The release of new oil and gas reserves for exploration off Victoria's west coast is not a breach of the state's onshore gas moratorium, the premier says.
The blocks are up to three nautical miles off the coast in the Otway Basin and it would involve drilling down onshore then drilling horizontally into the seabed.
"This doesn't breach the moratorium. It's not against the spirit of the moratorium. It's perfectly legal and it's the subject of a vigorous environmental process," Premier Daniel Andrews told reporters on Thursday.
The areas being released are near major existing producing gas fields, established infrastructure and underground gas storage, including the Otway Gas Processing Plant.
Companies have until February to bid on the five blocks.
The Labor government has banned onshore unconventional gas exploration and development, including hydraulic fracturing (fracking) and coal-seam gas, and extended a moratorium on conventional onshore gas exploration until 2020.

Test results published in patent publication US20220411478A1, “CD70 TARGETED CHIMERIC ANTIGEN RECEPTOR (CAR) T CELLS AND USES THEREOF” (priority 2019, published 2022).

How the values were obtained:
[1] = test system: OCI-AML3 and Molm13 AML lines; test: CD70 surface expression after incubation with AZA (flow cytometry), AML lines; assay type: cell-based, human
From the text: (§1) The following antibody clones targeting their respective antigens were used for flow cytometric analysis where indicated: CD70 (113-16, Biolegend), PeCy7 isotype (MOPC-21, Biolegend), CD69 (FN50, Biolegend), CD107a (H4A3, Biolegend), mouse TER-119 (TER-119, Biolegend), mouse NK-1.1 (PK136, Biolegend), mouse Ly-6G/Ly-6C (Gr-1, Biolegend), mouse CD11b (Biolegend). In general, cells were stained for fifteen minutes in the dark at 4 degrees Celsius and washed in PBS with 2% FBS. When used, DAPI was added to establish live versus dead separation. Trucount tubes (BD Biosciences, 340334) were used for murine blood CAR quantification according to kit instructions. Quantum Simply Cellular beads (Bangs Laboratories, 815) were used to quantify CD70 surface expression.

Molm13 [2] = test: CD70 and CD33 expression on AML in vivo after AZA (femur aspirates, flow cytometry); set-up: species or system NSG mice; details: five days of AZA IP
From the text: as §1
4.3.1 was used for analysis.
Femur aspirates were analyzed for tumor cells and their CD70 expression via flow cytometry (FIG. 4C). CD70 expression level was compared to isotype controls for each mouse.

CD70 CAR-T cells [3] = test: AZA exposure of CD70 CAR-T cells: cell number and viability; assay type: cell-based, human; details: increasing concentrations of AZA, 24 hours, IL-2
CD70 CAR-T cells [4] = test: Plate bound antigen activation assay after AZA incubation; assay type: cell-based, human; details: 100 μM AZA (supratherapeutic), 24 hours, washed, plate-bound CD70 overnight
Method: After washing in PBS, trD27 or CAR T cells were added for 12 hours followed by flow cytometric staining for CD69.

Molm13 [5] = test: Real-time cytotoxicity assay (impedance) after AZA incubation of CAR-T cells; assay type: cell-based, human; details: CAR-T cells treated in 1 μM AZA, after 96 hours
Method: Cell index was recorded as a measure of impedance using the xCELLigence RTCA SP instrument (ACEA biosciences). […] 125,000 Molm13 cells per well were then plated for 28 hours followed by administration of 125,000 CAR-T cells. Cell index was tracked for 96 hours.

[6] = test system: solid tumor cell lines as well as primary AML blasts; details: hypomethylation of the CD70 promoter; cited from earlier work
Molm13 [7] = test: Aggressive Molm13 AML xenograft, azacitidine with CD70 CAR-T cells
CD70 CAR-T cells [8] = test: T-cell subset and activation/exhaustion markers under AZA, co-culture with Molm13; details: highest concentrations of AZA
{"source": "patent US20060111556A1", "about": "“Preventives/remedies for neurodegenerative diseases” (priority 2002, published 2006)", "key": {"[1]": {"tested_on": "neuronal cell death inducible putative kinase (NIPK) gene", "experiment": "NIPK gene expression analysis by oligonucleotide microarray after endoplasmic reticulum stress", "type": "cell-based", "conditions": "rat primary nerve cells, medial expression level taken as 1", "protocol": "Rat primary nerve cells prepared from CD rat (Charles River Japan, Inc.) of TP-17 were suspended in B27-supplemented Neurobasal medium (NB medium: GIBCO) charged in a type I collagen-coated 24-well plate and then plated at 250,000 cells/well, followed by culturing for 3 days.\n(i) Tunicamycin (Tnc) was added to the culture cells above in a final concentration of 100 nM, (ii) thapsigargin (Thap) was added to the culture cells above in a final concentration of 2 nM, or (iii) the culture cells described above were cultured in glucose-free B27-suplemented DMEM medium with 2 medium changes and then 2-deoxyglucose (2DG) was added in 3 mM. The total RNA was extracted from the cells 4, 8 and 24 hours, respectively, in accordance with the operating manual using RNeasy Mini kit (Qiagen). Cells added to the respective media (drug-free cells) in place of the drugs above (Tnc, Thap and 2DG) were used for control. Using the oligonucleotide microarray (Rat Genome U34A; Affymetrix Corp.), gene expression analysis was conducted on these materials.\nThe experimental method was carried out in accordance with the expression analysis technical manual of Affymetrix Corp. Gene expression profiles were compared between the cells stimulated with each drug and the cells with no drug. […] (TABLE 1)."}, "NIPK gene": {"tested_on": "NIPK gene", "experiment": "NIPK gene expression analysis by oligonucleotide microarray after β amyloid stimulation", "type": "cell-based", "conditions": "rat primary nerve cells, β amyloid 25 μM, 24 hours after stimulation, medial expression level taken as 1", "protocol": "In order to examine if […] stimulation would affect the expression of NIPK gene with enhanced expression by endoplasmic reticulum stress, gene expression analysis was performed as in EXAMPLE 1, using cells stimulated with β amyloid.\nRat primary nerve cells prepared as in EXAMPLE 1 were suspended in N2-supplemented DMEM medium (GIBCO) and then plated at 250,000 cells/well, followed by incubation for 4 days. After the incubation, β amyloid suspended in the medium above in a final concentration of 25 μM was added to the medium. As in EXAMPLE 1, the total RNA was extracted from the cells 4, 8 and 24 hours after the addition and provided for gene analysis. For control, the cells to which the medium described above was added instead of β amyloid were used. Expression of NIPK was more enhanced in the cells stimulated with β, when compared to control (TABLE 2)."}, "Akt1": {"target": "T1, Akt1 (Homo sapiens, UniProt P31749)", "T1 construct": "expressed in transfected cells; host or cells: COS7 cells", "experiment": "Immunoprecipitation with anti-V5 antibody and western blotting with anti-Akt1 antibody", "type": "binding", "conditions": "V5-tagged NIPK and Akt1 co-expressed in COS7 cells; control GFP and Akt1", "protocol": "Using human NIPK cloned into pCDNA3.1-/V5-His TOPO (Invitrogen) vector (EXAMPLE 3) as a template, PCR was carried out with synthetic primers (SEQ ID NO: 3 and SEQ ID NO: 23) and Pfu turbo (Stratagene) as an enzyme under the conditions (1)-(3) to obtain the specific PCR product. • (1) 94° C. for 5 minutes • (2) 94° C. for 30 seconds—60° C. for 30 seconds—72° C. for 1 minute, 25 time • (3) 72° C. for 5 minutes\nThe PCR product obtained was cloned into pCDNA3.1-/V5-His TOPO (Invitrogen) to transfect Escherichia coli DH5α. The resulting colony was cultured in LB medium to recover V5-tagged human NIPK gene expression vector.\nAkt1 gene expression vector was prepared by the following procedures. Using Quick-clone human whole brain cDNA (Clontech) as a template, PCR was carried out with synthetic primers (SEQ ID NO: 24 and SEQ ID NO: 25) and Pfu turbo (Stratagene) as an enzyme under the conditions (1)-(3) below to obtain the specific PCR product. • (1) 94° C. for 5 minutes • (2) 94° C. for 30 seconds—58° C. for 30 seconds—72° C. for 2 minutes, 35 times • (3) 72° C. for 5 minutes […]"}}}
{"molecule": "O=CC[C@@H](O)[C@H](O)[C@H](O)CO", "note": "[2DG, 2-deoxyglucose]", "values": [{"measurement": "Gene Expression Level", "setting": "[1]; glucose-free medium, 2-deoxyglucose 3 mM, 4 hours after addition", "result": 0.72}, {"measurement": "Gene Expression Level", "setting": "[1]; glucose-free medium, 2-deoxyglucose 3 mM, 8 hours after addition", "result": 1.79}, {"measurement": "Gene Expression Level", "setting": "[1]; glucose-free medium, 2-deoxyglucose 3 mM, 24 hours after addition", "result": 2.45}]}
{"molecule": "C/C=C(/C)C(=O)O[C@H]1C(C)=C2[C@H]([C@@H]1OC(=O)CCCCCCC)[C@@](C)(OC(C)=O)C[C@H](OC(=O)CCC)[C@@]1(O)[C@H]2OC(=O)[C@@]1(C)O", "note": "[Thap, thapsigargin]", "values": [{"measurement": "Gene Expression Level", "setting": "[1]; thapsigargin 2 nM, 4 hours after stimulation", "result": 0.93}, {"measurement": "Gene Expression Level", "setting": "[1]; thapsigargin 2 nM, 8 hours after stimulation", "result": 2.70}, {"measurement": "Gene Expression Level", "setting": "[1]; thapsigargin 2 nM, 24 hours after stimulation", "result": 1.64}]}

Those on the opposite side of politics have blamed the moratorium for a shortage of domestic gas.
Opposition energy and resources spokesman David Southwick said the invitation to drill for gas from onshore is a "complete mockery" of the ban.
"Daniel Andrews can't even get a clear position on his energy policy," he said.
But Mr Andrews said Victoria was producing 400 petajoules of gas, with only 200 petajoules being consumed locally, because the rest was being exported.
"The issue today and every day, until (Prime Minister Malcolm) Turnbull steps up and provides the national leadership that is essential, is to reserve Australian gas for Australian households and Australian businesses," Mr Andrews said.
"We need a domestic reserve, that's the issue in gas."